In 2012, the International Labour Organization (ILO) called on its 185 members to ensure that everyone in need has access to essential health care and basic income security.
The ADB Health Community of Practice had an opportunity to contribute to the regional post-2015 social development agenda last week. Susann Roth, a Senior Social Development Specialist colleague in the Regional Sustainable Development Department, presented the initial outcomes from the ADB-UNDP-UNESCAP-sponsored Asia and the Pacific consultations.
For many years it was thought that sanitation problems could be tackled by simply building toilets, sewers and treatment plants. The need for behavior change among end-users was rarely, if ever, considered, and at best saw health campaigns hastily tacked on to, what were essentially, hardware projects.
The United Nation’s Millennium Development Goals (MDGs) program was a big success. It kept social development alive amidst a rush for infrastructure and growth. The United Nations is now spearheading a massive movement to define new goals up to 2040, with equity and sustainability as the central themes.
Global food prices remain high and volatile since the peak during the global food crisis of 2008, exacerbating hunger and malnutrition around the world. High and increasing food prices can be an immediate threat to household food security, undermining population health, retarding human development, and lowering labor productivity for the economy in the long term.
The health status of the population of Papua New Guinea (PNG) has deteriorated since the 1980s due to neglect of the health system, especially in rural areas, where 87% of the population live. An estimated 40% of rural health facilities have closed or are not fully functioning.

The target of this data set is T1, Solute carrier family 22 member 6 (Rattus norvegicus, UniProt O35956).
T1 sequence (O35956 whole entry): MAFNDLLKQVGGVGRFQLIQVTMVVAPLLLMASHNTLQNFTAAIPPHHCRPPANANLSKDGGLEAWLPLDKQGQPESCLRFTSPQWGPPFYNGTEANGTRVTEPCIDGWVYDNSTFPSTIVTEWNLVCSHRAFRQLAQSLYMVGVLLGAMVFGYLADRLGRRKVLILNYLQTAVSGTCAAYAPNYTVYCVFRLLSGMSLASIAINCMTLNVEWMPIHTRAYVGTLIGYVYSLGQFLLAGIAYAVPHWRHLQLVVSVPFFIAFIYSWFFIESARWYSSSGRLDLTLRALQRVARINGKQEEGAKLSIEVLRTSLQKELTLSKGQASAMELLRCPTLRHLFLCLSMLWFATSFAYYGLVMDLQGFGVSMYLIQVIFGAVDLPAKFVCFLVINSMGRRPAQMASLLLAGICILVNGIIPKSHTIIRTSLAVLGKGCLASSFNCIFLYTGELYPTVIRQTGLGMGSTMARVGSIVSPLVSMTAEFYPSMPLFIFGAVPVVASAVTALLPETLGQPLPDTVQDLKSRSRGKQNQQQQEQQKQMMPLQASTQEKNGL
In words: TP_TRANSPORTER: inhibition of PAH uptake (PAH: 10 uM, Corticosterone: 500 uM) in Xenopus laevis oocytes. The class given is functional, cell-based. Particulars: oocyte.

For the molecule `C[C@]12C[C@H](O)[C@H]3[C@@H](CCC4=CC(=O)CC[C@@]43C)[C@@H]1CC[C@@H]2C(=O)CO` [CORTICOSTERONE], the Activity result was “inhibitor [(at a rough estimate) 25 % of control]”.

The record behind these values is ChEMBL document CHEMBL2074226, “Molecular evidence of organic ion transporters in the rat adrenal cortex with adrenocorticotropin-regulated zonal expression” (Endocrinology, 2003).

Incremental achievements in reaching the Millennium Development Goals (MDGs) are possible before they “expire” in 2015 if linkages among strategies to achieve various goals are made. MDG 5 demands an improvement in maternal health. MDG 4 calls for an improvement in child health.
In the last weeks a new strain of a bird flu virus was observed for the first time in humans in the People’s Republic of China (PRC). The virus, which has been traced to a reassortment of genes from wild birds in East Asia and chickens in East PRC, poses many urgent questions and raises global public health concerns about an expanding outbreak.
Recently, the New York Supreme Court overturned the city’s proposal to ban oversized soda drinks, terming it “arbitrary and capricious.” This was seen as an unwarranted infringement on people’s choices and lifestyle.
The current H7N9 avian influenza (bird flu) that has infected 108 cases and claimed 22 lives, and that has just spread outside People’s Republic of China (PRC) as of 24 April 2013 should be a stern reminder that global (and regional) health threats continue to loom large.